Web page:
padillac wrote: bmanic wrote:
So, your solution? Don't go for loudness and you can have all the sub bass in the world!
Would you say this applies mostly to mixing? As in, get the mix right without aiming for loudness, and then let a mastering engineer deal with the problem of making a sub-bassy tune loud? I know that's the general advice anyway but I'm asking specifically about the problem of getting sub-bass loud.
You can't. Period.
The more and deeper bass you have the more a limiter will choke on it or make it distort. There is no way around this fact. It's written in the unfortunate digital laws of ours.
Like I said earlier, there is only a compromise to be made. How loud do you need it? Then decide how much you can add bass. Or vice versa. Add as much bass as you need, then see how loud it gets. You can not have both massive amounts of subs and incredibly loud record. They are mutually exclusive.. that is unless you like a completely distorted mess.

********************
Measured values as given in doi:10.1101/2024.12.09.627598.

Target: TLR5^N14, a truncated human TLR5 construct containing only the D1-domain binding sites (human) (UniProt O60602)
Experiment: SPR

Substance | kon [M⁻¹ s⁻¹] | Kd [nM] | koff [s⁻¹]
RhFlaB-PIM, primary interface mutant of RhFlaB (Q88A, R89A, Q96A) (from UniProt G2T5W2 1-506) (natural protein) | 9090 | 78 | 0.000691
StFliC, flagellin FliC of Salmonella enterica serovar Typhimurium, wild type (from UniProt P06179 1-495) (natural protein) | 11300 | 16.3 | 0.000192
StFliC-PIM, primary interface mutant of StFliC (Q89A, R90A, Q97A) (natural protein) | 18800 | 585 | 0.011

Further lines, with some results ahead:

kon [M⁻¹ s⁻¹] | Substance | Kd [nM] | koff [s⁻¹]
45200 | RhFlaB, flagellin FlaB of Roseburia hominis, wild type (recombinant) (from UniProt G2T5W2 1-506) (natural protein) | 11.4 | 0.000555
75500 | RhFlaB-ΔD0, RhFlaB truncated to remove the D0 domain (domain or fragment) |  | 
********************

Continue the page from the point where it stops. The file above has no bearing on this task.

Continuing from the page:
If you have no problems with distortion then go as "loud" as you want. Perhaps some day we'll all listen to white noise.
Seriously though, I hope that we in the future have "intelligent" playback mediums that can automatically adjust track volume depending on material, so that everything plays at equal loudness no matter what. This is the only way to get rid of the loudness war. It'd get rid of it real quick too as the tracks that are not squashed to death would sound way more punchy and have much louder bass. There are virtually no negatives to having a track with lots of dynamic impact whereas there are massive losses to be had with squashing everything to death.